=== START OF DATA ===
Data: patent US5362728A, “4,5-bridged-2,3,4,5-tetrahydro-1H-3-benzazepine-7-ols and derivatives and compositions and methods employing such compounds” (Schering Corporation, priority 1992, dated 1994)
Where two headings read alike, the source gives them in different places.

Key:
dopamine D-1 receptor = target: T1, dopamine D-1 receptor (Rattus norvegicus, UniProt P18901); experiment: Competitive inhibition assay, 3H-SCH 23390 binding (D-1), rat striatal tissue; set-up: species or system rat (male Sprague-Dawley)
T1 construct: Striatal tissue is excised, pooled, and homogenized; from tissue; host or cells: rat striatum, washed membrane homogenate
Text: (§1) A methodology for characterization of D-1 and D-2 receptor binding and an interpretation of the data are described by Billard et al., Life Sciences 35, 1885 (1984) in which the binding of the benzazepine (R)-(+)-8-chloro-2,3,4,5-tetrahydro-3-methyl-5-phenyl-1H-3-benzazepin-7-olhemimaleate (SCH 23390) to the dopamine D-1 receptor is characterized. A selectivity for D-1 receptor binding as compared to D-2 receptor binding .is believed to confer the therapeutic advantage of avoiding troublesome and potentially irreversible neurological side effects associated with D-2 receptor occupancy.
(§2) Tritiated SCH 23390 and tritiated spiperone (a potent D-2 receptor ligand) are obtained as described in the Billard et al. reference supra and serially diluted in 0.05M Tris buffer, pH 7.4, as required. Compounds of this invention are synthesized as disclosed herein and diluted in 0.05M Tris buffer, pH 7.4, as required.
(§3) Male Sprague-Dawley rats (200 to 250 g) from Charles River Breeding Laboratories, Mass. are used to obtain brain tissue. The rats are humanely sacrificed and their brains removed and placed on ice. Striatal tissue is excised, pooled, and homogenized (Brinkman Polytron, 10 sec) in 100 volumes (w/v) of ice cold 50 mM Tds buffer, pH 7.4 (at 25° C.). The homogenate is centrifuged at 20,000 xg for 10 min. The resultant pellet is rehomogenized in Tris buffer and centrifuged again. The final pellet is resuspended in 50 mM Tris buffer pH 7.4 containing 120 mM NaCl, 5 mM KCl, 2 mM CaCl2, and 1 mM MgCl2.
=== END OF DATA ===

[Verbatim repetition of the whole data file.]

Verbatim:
Data: patent US5362728A, “4,5-bridged-2,3,4,5-tetrahydro-1H-3-benzazepine-7-ols and derivatives and compositions and methods employing such compounds” (Schering Corporation, priority 1992, dated 1994)
Where two headings read alike, the source gives them in different places.

Key:
dopamine D-1 receptor = target: T1, dopamine D-1 receptor (Rattus norvegicus, UniProt P18901); experiment: Competitive inhibition assay, 3H-SCH 23390 binding (D-1), rat striatal tissue; set-up: species or system rat (male Sprague-Dawley)
T1 construct: Striatal tissue is excised, pooled, and homogenized; from tissue; host or cells: rat striatum, washed membrane homogenate
Text: (§1) A methodology for characterization of D-1 and D-2 receptor binding and an interpretation of the data are described by Billard et al., Life Sciences 35, 1885 (1984) in which the binding of the benzazepine (R)-(+)-8-chloro-2,3,4,5-tetrahydro-3-methyl-5-phenyl-1H-3-benzazepin-7-olhemimaleate (SCH 23390) to the dopamine D-1 receptor is characterized. A selectivity for D-1 receptor binding as compared to D-2 receptor binding .is believed to confer the therapeutic advantage of avoiding troublesome and potentially irreversible neurological side effects associated with D-2 receptor occupancy.
(§2) Tritiated SCH 23390 and tritiated spiperone (a potent D-2 receptor ligand) are obtained as described in the Billard et al. reference supra and serially diluted in 0.05M Tris buffer, pH 7.4, as required. Compounds of this invention are synthesized as disclosed herein and diluted in 0.05M Tris buffer, pH 7.4, as required.
(§3) Male Sprague-Dawley rats (200 to 250 g) from Charles River Breeding Laboratories, Mass. are used to obtain brain tissue. The rats are humanely sacrificed and their brains removed and placed on ice. Striatal tissue is excised, pooled, and homogenized (Brinkman Polytron, 10 sec) in 100 volumes (w/v) of ice cold 50 mM Tds buffer, pH 7.4 (at 25° C.). The homogenate is centrifuged at 20,000 xg for 10 min. The resultant pellet is rehomogenized in Tris buffer and centrifuged again. The final pellet is resuspended in 50 mM Tris buffer pH 7.4 containing 120 mM NaCl, 5 mM KCl, 2 mM CaCl2, and 1 mM MgCl2.